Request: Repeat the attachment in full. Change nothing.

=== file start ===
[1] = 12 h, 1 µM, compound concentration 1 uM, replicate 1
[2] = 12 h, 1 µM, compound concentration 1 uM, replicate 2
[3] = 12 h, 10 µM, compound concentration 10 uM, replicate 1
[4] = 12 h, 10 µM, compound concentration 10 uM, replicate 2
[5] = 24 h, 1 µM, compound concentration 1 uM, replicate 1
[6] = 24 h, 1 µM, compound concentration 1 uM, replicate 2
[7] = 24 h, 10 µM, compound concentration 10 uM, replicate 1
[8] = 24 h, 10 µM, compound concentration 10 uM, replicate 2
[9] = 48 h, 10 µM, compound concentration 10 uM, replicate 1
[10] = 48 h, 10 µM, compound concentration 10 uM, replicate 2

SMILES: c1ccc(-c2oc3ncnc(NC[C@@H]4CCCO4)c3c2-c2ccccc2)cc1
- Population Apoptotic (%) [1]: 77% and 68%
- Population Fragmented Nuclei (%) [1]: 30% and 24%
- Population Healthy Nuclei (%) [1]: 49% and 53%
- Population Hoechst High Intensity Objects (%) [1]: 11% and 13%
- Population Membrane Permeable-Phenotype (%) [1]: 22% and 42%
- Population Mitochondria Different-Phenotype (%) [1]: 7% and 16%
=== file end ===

[1] = 12 h, 1 µM, compound concentration 1 uM, replicate 1
[2] = 12 h, 1 µM, compound concentration 1 uM, replicate 2
[3] = 12 h, 10 µM, compound concentration 10 uM, replicate 1
[4] = 12 h, 10 µM, compound concentration 10 uM, replicate 2
[5] = 24 h, 1 µM, compound concentration 1 uM, replicate 1
[6] = 24 h, 1 µM, compound concentration 1 uM, replicate 2
[7] = 24 h, 10 µM, compound concentration 10 uM, replicate 1
[8] = 24 h, 10 µM, compound concentration 10 uM, replicate 2
[9] = 48 h, 10 µM, compound concentration 10 uM, replicate 1
[10] = 48 h, 10 µM, compound concentration 10 uM, replicate 2

SMILES: c1ccc(-c2oc3ncnc(NC[C@@H]4CCCO4)c3c2-c2ccccc2)cc1
- Population Apoptotic (%) [1]: 77% and 68%
- Population Fragmented Nuclei (%) [1]: 30% and 24%
- Population Healthy Nuclei (%) [1]: 49% and 53%
- Population Hoechst High Intensity Objects (%) [1]: 11% and 13%
- Population Membrane Permeable-Phenotype (%) [1]: 22% and 42%
- Population Mitochondria Different-Phenotype (%) [1]: 7% and 16%